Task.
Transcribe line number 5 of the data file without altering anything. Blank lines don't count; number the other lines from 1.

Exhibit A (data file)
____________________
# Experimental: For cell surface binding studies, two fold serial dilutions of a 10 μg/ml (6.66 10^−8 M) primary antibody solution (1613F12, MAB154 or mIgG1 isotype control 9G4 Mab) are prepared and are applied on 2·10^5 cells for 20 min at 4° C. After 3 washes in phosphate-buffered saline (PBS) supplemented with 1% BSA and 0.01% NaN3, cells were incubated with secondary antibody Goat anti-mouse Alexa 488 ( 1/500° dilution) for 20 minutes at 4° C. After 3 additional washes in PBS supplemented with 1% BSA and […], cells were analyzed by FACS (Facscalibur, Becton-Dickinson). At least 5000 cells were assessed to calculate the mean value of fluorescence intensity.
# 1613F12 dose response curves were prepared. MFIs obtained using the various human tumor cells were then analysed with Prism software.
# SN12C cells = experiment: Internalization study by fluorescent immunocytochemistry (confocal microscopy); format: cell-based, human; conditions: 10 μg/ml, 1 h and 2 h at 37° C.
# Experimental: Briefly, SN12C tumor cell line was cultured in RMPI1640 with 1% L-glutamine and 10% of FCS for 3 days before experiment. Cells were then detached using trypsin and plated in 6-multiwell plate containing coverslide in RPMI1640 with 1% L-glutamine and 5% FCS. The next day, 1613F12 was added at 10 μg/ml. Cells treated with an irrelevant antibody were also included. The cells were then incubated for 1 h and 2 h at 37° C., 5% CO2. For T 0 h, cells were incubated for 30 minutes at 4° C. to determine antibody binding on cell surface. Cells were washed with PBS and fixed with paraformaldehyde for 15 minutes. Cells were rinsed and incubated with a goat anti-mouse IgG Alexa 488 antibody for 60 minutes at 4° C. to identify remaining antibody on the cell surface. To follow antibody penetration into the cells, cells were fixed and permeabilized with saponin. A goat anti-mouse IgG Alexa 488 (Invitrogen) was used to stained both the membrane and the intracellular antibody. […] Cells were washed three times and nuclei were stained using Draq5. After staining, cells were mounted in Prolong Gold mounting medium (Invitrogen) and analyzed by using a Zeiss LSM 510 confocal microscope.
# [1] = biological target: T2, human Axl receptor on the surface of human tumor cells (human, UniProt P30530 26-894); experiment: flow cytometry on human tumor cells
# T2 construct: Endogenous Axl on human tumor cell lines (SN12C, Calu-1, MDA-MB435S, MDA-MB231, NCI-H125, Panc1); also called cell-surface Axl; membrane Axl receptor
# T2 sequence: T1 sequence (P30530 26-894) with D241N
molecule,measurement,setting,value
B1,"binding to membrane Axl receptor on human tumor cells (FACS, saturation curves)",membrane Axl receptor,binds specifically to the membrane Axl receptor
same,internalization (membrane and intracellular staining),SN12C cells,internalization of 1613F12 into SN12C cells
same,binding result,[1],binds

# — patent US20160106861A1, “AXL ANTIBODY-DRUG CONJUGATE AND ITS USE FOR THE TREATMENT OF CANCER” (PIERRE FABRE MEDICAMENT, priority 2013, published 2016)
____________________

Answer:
# [1] = biological target: T2, human Axl receptor on the surface of human tumor cells (human, UniProt P30530 26-894); experiment: flow cytometry on human tumor cells